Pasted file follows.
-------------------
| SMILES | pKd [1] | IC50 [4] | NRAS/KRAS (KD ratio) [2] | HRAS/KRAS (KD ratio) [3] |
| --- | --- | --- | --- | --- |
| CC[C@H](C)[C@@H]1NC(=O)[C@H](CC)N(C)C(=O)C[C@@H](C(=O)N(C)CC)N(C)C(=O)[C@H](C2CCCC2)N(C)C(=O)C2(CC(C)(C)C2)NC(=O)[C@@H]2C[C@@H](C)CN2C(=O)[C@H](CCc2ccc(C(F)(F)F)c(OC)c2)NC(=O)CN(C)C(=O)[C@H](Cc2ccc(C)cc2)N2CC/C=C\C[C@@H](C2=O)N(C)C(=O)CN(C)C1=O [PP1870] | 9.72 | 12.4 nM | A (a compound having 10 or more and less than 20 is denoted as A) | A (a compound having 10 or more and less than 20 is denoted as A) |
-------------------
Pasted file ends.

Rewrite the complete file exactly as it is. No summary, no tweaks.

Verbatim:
| SMILES | pKd [1] | IC50 [4] | NRAS/KRAS (KD ratio) [2] | HRAS/KRAS (KD ratio) [3] |
| --- | --- | --- | --- | --- |
| CC[C@H](C)[C@@H]1NC(=O)[C@H](CC)N(C)C(=O)C[C@@H](C(=O)N(C)CC)N(C)C(=O)[C@H](C2CCCC2)N(C)C(=O)C2(CC(C)(C)C2)NC(=O)[C@@H]2C[C@@H](C)CN2C(=O)[C@H](CCc2ccc(C(F)(F)F)c(OC)c2)NC(=O)CN(C)C(=O)[C@H](Cc2ccc(C)cc2)N2CC/C=C\C[C@@H](C2=O)N(C)C(=O)CN(C)C1=O [PP1870] | 9.72 | 12.4 nM | A (a compound having 10 or more and less than 20 is denoted as A) | A (a compound having 10 or more and less than 20 is denoted as A) |